Ending a chapter at Nice Price Books
The news from Carrboro this week felt like a peek at the end of a novel: Nice Price Books is closing its doors.
Blame it on the economy. Blame it on digital books, movies and music on demand. Blame it on busted sidewalks and construction delays.
No matter the culprit, a third of the modest used-book empire of Cindy Kamoroff and Barry Blanchette will be gone in March after 26 years in business.
The Carrboro store opened in 1986 in the space now occupied by Cat’s Cradle before relocating to the former mill house on Boyd Street.
We’re accustomed to seeing news about big brick-and-mortar bookstore chains, such as Borders, plunging into retail oblivion. It’s sad to see it happen to a locally owned iconic business, especially one that encourages the exchange of well-loved books and an appreciation for literacy.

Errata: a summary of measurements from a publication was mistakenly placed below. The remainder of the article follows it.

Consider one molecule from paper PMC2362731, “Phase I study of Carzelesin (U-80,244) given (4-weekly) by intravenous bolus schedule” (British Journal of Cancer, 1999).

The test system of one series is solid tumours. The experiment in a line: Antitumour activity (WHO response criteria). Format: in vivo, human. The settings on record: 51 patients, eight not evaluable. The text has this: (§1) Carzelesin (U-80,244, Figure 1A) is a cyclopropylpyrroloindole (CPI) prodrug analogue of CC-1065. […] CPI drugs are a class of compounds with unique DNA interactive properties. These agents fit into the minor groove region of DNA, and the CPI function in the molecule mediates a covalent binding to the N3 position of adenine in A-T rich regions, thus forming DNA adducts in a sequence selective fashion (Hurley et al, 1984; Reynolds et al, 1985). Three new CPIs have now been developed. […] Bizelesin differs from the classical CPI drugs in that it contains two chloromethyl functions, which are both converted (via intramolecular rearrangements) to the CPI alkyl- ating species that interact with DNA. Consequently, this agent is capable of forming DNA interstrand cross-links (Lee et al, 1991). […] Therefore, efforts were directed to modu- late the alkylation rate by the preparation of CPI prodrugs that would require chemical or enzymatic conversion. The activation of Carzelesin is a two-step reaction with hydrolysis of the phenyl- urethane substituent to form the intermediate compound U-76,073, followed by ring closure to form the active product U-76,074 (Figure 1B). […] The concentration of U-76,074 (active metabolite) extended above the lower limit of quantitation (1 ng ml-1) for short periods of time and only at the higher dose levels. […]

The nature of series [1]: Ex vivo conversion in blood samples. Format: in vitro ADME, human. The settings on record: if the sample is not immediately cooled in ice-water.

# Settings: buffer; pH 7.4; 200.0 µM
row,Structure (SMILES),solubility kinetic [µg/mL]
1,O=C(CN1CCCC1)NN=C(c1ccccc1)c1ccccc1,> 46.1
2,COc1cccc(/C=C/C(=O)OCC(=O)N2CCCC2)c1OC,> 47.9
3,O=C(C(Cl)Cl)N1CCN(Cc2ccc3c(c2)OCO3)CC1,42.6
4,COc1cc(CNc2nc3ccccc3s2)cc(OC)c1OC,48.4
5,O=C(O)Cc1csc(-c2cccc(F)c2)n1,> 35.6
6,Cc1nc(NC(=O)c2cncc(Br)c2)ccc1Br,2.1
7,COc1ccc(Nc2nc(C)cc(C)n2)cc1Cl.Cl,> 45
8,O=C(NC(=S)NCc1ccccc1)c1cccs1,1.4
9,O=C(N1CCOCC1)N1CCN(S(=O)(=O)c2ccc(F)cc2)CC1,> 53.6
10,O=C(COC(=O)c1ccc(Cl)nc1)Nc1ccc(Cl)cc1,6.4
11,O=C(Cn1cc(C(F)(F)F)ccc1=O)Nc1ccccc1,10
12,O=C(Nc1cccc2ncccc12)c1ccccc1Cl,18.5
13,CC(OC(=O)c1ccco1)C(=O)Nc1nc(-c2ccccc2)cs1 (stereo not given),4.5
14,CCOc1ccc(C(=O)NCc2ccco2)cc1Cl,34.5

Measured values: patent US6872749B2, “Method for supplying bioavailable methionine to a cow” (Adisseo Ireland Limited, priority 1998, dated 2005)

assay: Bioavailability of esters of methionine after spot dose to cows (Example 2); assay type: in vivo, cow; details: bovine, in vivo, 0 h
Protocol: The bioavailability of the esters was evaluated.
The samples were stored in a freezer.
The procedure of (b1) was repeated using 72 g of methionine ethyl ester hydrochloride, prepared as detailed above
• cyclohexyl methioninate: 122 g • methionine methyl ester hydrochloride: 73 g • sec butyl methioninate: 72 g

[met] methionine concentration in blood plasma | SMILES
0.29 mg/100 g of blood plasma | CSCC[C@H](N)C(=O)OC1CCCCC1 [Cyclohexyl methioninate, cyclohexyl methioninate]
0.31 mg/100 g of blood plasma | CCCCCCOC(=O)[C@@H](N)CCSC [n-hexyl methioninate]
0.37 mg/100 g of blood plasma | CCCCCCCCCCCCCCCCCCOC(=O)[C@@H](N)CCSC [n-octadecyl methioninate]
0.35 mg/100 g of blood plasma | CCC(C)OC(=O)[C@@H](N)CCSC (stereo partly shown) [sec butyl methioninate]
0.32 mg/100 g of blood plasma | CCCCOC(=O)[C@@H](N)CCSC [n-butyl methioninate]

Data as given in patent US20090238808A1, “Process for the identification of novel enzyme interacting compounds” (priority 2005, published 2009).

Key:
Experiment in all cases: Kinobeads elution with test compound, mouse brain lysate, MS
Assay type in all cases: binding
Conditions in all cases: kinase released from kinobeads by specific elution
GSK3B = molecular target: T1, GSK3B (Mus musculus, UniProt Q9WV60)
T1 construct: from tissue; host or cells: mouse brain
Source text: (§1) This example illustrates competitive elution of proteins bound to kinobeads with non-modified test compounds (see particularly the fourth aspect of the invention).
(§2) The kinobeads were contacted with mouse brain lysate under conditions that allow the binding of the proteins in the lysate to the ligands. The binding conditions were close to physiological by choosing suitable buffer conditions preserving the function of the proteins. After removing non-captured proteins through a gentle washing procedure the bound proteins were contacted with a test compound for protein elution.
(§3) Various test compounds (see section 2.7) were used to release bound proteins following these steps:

Maybe it’s just a sign of the times.
“It’s a younger population and a smaller population, maybe quicker to adapt to electronic media,” Kamoroff told the Herald’s Laura Oleniacz.
Between Amazon.com and iTunes, books, movies and music are just a finger tap away with all these smartphones and tablets that provide much-wanted convenience while depriving us of the experience of holding an actual book in our hands, creasing the spine while we plunge into the narrative and resist the urge to sneak back to the last page.
Back Alley Bikes will replace Nice Priced Books. We won’t begrudge the new occupants. We wish them nothing but the best in their enterprise. Fitness is important too, after all.
But wouldn’t it be great to still have a store where you could buy a dog-eared copy of Hemingway’s “Old Man and the Sea” to read on a park bench at the end of a cycling excursion?
The good news for avid media consumers is that remaining inventory at Nice Price Books in Carrboro is discounted for liquidation.
And although we’re losing the shop in Carrboro, Kamoroff and Blanchette plan to keep open their locations in Durham and Raleigh. For now.
“It sort of just depends on what people decide is important to them,” Kamoroff said.
We hope the surviving stores get the support they need, because this is a story we don’t want to end.